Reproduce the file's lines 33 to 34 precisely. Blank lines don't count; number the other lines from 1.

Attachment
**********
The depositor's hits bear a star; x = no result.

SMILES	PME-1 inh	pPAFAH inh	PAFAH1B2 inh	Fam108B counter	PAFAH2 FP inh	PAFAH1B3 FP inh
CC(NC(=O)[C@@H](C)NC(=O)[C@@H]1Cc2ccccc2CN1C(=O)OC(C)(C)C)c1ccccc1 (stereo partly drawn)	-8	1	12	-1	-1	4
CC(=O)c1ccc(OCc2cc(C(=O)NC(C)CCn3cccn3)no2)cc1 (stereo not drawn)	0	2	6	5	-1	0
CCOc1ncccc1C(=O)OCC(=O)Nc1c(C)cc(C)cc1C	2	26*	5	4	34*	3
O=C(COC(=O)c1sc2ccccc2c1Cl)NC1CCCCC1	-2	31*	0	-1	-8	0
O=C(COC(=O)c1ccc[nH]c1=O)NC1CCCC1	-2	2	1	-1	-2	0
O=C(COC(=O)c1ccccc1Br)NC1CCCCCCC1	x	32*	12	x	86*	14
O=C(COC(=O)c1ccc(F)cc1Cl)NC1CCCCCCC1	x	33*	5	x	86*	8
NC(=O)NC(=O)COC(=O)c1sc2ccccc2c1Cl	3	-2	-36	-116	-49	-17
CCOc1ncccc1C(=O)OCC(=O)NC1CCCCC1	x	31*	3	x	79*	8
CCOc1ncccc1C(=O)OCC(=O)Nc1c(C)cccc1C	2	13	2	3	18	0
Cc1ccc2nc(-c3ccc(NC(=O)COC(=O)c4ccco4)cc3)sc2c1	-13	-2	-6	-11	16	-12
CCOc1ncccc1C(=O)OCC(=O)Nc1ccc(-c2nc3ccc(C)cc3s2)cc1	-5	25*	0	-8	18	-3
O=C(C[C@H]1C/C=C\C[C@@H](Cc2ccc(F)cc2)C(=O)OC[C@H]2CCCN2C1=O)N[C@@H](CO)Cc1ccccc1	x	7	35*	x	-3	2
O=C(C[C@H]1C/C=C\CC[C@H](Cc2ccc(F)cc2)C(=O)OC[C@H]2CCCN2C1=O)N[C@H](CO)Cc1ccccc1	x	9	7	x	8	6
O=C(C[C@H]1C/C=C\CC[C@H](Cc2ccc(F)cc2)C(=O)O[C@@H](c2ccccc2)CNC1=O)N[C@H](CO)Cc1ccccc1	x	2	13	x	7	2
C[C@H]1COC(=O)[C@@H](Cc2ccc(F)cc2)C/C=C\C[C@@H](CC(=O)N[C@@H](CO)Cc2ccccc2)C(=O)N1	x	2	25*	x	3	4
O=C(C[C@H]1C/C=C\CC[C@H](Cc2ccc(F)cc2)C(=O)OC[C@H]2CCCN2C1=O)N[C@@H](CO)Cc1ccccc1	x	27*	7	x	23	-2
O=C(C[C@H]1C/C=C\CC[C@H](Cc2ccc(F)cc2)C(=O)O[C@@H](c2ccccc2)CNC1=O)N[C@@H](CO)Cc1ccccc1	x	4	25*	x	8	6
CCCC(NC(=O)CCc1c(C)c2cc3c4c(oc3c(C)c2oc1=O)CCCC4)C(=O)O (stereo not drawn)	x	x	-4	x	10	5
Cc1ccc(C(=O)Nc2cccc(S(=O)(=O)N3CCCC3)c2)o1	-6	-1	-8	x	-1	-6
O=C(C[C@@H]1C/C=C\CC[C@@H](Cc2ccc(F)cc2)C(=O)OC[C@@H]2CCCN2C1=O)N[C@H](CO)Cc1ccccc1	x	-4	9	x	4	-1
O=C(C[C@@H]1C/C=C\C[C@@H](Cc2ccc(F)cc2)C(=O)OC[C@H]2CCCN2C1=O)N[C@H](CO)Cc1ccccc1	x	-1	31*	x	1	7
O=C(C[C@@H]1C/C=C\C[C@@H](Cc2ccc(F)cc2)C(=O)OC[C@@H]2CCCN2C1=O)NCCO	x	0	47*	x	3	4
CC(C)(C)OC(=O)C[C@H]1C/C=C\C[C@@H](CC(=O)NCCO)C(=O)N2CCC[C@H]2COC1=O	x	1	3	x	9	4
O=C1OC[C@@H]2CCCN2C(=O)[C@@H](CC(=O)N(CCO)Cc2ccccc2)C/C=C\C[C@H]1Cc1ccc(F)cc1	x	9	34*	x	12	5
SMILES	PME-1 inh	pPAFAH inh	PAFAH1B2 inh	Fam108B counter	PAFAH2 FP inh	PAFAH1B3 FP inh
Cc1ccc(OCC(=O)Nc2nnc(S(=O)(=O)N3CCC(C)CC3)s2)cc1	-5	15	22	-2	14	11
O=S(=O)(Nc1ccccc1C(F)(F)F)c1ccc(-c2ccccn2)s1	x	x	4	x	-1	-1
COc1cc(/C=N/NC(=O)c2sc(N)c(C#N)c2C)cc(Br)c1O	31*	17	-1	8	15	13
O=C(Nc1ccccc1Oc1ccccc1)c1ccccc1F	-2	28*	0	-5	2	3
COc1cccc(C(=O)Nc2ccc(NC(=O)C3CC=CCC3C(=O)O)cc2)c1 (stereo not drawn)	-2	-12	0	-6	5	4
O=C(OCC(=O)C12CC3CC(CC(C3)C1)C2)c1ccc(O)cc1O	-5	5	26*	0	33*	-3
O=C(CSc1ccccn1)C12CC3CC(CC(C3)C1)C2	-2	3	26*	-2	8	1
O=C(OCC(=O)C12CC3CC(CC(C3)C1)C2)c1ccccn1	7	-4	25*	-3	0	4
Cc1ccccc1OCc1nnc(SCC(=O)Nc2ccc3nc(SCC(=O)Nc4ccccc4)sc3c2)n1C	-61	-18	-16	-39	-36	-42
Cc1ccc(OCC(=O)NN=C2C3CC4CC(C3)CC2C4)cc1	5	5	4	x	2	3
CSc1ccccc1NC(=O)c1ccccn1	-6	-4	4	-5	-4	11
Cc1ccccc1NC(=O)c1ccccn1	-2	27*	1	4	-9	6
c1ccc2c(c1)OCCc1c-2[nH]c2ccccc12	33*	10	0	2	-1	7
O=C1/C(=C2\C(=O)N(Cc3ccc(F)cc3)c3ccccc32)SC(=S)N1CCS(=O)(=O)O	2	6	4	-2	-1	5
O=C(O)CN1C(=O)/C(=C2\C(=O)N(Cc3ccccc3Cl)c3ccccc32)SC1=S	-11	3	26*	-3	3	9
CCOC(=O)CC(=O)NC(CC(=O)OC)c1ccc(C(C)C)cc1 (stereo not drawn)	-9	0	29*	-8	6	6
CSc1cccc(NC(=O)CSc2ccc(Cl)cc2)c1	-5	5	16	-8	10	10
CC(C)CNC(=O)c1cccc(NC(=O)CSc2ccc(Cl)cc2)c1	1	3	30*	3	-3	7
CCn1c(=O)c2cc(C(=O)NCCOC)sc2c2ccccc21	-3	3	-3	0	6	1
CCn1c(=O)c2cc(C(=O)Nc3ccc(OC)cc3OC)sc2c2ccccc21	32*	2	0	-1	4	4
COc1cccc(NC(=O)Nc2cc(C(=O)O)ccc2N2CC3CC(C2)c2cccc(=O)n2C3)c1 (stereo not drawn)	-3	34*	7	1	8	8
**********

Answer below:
COc1cccc(C(=O)Nc2ccc(NC(=O)C3CC=CCC3C(=O)O)cc2)c1 (stereo not drawn)	-2	-12	0	-6	5	4
O=C(OCC(=O)C12CC3CC(CC(C3)C1)C2)c1ccc(O)cc1O	-5	5	26*	0	33*	-3